Project 3b – Three.js (to be continued)

Published May 5, 2014

This post is to show off the changes I have made to the terrain from project 3 but it is by no means the final desired product. I’m moving on, for now, to explore different features of Three.js with the expectation that I will return to work on specific improvements.

If you have not read the previous part (project3a) I suggest to do so to avoid feeling extremely lost. This update includes adding plants to the land and creating water features (demo). The trees were made in collada by a friend, but with the system devised, one could add any threejs object that would then be placed sporadically about the surface. The water is just an extra plane added to the terrain, and the levels of the terrain are modified to create depth.

I created a separate function within the scripts on the index.html file to handle loading the tree and sending it to the terrain object to place. The abstract plant is loaded as a single object and then sent to a function attached to the terrain obj named addFoliage(object).

function loadTrees(land){
	var colloader = new THREE.ColladaLoader();
	colloader.load('../threejs/assets/tree.dae', function(mesh){
		tree = mesh.scene;
		tree.rotateOnAxis(new THREE.Vector3(1,0,0), -0.5*Math.PI);
		tree.scale.x = tree.scale.y = tree.scale.z = .6;
		land.trees = land.addFoliage(tree);

I use the callback built into ColladaLoader to ensure that the tree object has fully loaded before attempting to add it to the landscape. I also had to rotate the tree and scale it slightly. The addFoliage(Obj) function returns the foliageGroup which I add to the terrain object under ‘trees’. This is then added to the scene. The loadTrees(land) function is called after the initial generation of the terrain obj inside the init() function:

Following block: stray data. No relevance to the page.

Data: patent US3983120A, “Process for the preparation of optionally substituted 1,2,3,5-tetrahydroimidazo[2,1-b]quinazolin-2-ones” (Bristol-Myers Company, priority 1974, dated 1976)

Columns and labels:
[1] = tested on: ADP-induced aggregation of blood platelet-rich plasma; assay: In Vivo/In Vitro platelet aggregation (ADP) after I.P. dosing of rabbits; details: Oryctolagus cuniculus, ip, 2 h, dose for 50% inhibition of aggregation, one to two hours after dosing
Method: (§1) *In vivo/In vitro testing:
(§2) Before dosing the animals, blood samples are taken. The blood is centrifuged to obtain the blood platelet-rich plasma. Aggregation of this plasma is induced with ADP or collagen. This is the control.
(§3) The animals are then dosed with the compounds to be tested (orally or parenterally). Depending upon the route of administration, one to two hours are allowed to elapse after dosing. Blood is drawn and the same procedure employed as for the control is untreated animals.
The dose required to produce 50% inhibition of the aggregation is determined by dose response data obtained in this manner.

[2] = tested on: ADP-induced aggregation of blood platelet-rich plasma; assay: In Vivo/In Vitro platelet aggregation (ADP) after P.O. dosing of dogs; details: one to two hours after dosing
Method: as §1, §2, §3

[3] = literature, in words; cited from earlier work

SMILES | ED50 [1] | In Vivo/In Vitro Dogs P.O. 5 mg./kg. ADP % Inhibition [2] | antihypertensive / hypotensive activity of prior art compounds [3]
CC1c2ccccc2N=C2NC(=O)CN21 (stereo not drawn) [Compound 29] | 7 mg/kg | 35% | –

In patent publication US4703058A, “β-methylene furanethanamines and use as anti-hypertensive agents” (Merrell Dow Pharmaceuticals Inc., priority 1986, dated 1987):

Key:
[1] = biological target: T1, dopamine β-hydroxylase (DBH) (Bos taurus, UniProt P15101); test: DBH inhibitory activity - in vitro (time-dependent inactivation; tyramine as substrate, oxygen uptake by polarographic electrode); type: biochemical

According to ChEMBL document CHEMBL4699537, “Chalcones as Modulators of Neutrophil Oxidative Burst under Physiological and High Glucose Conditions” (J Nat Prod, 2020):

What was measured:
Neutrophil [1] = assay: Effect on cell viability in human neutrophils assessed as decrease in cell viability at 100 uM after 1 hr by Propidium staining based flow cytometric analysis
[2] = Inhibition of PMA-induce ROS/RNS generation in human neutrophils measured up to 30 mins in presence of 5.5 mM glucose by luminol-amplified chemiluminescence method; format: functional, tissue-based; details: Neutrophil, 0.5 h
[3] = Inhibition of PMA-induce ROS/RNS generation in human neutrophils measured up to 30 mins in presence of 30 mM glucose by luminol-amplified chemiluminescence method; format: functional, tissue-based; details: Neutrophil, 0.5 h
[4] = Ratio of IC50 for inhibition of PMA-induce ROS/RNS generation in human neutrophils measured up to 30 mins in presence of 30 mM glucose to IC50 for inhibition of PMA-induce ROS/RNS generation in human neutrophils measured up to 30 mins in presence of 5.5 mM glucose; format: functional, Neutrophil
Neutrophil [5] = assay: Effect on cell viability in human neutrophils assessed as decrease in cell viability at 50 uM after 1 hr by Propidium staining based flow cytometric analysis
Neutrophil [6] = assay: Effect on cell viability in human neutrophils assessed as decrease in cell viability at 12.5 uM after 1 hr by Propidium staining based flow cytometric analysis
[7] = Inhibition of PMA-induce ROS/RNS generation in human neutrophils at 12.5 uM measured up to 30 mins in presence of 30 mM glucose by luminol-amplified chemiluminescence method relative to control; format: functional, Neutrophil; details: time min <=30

terrain = new Terrain_Grid({
	'width':$('[name="size"] option:selected').val(), 
	'length':$('[name="size"] option:selected').val(),
	'vary':$('[name="vary"] option:selected').val()

The addFoliage(Obj) function takes the terrain object and calls it’s addFoliage(). You can also see that terrain.water is added to the scene; this is the slightly opaque plane that represents water level. This function goes through a randomization sequence adding trees to certain squares. Each tree is added as a separate clone() of the original object to a THREE.Object3D which houses all objects as a single group. The .update() function on the terrain moves the trees to their new height also, however it doesn’t remove trees if they are moved to under the water-level. This means that if the terrain is only changed in variability, not size, there may be some trees underwater (tee-hee).

Here is the new returned object when generating a new Terrain_Grid: